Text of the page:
Kids can learn to be good at losing
Malcolm storms off the field at the end of the soccer match in a fury because his team lost. He sulks on the bench with his face buried in his fists and refuses to shake hands with the opposing team. To make matters worse, his friends on the team are mad at him for being a sore loser.
Shannon bursts into tears, upends the board game and stomps off when her dad draws the winning card.
Why do some kids have more trouble than others losing gracefully? Temperament plays a role, says Toronto parent educator Beverley Cathcart-Ross. Kids who are more intense by nature, more determined or more easily frustrated may be overwhelmed by the disappointment that comes with losing.
“It’s also more common among firstborns than any other birth order position,” says Cathcart-Ross. “To be right, to be first, is part of their job descriptions.” First-time parents may unwittingly create an atmosphere where performance is evaluated a lot. Their kids worry they’ll let their parents down and may avoid activities where there’s a possibility of losing. When they do lose, they fall apart.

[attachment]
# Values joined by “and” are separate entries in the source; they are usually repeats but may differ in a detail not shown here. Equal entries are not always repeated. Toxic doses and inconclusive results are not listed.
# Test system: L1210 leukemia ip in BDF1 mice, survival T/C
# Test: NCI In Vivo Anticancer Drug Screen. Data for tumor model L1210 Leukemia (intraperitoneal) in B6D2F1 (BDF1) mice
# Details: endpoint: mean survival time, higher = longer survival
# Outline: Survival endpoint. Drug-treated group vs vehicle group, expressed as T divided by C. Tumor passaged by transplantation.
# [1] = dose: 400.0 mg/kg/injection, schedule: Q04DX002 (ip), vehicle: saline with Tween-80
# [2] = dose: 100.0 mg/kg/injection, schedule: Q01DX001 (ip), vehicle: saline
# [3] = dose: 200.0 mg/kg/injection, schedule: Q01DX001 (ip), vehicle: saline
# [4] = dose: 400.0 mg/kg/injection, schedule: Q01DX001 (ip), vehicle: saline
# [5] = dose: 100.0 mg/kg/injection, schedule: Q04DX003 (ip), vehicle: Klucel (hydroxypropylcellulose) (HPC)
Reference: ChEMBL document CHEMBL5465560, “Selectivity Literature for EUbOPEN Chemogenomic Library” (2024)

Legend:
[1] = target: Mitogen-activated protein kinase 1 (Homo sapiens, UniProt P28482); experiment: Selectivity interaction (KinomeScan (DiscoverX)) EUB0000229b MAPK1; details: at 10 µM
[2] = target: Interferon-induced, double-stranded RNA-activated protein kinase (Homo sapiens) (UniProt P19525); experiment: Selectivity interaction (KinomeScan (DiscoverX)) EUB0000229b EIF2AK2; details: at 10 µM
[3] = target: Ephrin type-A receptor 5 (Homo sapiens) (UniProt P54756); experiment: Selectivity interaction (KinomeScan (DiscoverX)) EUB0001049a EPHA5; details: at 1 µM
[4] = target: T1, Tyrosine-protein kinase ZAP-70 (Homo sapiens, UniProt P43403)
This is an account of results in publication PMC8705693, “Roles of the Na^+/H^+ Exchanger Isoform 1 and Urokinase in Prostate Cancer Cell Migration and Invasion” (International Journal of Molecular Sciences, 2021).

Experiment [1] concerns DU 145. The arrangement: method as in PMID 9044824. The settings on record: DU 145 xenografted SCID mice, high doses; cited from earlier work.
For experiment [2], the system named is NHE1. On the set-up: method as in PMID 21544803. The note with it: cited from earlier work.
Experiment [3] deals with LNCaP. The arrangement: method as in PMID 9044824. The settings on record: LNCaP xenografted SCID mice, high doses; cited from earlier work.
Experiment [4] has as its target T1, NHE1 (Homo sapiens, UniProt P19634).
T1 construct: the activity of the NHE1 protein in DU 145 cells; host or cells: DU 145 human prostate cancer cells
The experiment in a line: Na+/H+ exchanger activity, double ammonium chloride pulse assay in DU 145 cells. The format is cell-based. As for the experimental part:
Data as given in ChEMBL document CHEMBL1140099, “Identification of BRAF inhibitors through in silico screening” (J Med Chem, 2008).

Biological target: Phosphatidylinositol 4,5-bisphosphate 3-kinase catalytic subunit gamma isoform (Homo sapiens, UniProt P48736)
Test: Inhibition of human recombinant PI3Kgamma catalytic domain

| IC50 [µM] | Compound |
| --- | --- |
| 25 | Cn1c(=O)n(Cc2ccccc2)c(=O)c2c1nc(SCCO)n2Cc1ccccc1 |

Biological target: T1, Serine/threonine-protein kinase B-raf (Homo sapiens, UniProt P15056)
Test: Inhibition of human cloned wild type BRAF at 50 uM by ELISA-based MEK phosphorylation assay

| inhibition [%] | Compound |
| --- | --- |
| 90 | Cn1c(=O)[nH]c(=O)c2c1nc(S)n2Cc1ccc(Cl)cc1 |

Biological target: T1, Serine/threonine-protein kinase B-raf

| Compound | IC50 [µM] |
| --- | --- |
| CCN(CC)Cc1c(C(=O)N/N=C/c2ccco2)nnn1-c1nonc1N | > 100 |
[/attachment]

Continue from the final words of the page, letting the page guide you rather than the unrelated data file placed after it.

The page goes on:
As parents, we know that losing gracefully is a life skill, important for building good relationships and for maintaining a sense of self-worth. “We want our children to be equipped to weather disappointment, to be able to say, ‘Bring it on. If it doesn’t work out, I can handle it,’” says Cathcart-Ross.